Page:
SOURCE: The Conversation
Racist Interpretations of Human Evolution Remain Prevalent in Popular Culture, Museums, and Textbooks
by Rui Diogo
Science has never been immune from the prejudices and assumptions of the society around it. Much of the received wisdom about human origins and evolution rests on flawed assumptions about group hierarchies.
SOURCE: Seattle Times
Seattle's Audubon Chapter to Rename, Distance from Namesake's Racist Views
“The shameful legacy of the real John James Audubon, not the mythologized version, is antithetical to the mission of this organization and its values,” said Claire Catania, executive director of the Seattle chapter, in a statement.
SOURCE: The Atlantic
The Paradox of Sourness
Of all the major taste categories, the relationship between human thriving and sensing sourness is the least understood.
SOURCE: New York Times
Richard Leakey, Finder of Fossils Key to Story of Human Origins, Dies at 77
Leakey's discoveries were foundational both to the study of human origins and the model of scientific investigation.
The Second Skeleton
by Mabel Rosenheck
"Museums construct knowledge. As a historian of museums this is what I study. But museums don’t just construct knowledge through architecture, collecting, arrangement, or labeling. They construct knowledge by constructing objects—literally."
This Paleoanthropologist is Unraveling the Mystery of How Humans Started Eating Meat
"Every time I got to pull a bone out of the ground it literally felt like reaching through time. I was touching a bone that hadn’t been touched for a million and a half years — it was magical" – Briana Pobiner.
SOURCE: Scientific American
Humans Are Doomed to Extinction
by Henry Gee
From the perspective of a natural historian, humanity has had a good run, but "I suspect that the human population is set not just for shrinkage but collapse—and soon."
SOURCE: The Atlantic
We Are Still Feeling the Ecological Impact of Whaling
In one century, whalers killed at least 2 million baleen whales, which together weighed twice as much as all the wild mammals on Earth today. New research suggests this has impacted the ecology of the oceans significantly.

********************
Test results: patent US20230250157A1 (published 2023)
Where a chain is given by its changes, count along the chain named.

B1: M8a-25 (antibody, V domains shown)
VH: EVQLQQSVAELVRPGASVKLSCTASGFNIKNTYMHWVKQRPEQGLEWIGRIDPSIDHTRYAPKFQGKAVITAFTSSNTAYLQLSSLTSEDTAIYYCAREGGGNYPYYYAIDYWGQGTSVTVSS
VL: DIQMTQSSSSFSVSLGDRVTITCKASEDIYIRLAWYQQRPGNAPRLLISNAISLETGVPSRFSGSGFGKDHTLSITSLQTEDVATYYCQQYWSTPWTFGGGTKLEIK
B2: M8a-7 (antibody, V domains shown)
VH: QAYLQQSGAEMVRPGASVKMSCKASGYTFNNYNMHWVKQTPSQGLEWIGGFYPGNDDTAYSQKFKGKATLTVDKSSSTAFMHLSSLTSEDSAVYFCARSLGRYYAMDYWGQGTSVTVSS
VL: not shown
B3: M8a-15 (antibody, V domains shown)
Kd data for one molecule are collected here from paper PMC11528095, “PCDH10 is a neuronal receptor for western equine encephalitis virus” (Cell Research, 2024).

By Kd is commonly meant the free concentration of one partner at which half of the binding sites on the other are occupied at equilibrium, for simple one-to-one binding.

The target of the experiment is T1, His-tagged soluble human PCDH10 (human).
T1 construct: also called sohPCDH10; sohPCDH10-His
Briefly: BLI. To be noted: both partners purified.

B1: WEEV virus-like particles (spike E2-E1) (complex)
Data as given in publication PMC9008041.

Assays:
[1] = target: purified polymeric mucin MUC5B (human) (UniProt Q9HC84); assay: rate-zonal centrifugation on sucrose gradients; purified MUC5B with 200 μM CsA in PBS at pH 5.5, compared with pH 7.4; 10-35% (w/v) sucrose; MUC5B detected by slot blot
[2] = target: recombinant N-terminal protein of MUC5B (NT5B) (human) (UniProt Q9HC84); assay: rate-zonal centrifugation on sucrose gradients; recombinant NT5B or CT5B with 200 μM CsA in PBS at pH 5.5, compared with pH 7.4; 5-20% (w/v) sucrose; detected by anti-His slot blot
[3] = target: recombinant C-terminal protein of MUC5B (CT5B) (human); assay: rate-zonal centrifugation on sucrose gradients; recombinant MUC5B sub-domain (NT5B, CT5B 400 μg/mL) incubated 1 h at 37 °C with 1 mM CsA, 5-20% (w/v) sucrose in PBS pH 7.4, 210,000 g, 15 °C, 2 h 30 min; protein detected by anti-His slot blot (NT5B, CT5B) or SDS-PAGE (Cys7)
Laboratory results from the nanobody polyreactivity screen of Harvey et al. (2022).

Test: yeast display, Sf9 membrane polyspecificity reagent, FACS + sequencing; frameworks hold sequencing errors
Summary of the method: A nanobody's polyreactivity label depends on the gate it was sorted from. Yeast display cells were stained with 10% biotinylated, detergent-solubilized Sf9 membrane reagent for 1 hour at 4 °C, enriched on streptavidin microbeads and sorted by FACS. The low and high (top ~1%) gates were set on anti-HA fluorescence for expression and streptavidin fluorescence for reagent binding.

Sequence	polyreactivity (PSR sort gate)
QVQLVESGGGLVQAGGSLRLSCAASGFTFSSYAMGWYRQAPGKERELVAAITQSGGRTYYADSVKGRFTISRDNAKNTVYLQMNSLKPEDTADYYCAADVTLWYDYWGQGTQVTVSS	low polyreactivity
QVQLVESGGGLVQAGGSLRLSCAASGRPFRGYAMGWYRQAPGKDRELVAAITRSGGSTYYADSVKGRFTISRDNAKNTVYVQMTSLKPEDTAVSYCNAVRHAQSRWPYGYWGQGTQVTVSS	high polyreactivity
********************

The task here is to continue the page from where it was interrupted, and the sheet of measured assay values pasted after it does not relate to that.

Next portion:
The Horseshoe Crab is the Unsung, and Threatened, Hero of the Pandemic
by William Sargent
With due regard to Anthony Fauci, horseshoe crabs are truly the unsung heroes of the pandemic.
SOURCE: Atlas Obscura
The Curious Task of Preserving Darwin's Beans and Butterflies
Although his voyage to the Galapagos is famous, much of Darwin's work on natural selection was based on correspondence with horticulturalists and naturalists who sent him samples from around the world. Cambridge University's libraries are at work to preserve that correspondence.
SOURCE: Washington Post
Our Greatest Libraries are Melting Away
by David Farrier
Ice core samples from the Greenland shelf are a physical archive of the long sweep of human history, and demonstrate the connections of humanity's past and future.
Your Weather Forecast Update: Warmer Climate Will Be The New 'Normal'
The National Oceanographic and Atmospheric Administration (NOAA) has released its ten-year updates to its "normal" temperature standards. Based on 30 years of data, higher temperatures are indeed "the new normal."
Big Chunks of History (and Rock) are Missing in North America, Study Says
Geologist Rebecca Flowers has recently published a paper that suggests cataclysimic events that separated eras in natural history may have taken place at different times globally.
SOURCE: The Conversation
Animals large and small once covered North America’s prairies – and in some places, they could again
by Joel Berger and Jon Beckmann
Today most of our nation’s prairies are covered with the amber waves of grain that Katharine Lee Bates lauded in “America the Beautiful,” written in 1895. But scientists know surprisingly little about today’s remnant biodiversity in the grasslands.
- The Debt Ceiling Law is now a Tool of Partisan Political Power; Abolish It
- Amitai Etzioni, Theorist of Communitarianism, Dies at 94
- Kagan, Sotomayor Join SCOTUS Cons in Sticking it to Unions
- New Evidence: Rehnquist Pretty Much OK with Plessy v. Ferguson
- Ohio Unions Link Academic Freedom and the Freedom to Strike
- First Round of Obama Administration Oral Histories Focus on Political Fault Lines and Policy Tradeoffs
- The Tulsa Race Massacre was an Attack on Black People; Rebuilding Policies were an Attack on Black Wealth
- British Universities are Researching Ties to Slavery. Conservative Alumni Say "Enough"
- Martha Hodes Reconstructs Her Memory of a 1970 Hijacking
- Jeremi Suri: Texas Higher Ed Conflict "Doesn't Have to Be This Way"
- New transcript of Ayn Rand at West Point in 1974 shows she claimed “savage" Indians had no right to live here just because they were born here
- The Mexican War Suggests Ukraine May End Up Conceding Crimea. World War I Suggests the Price May Be Tragic if it Doesn't
- The Vietnam War Crimes You Never Heard Of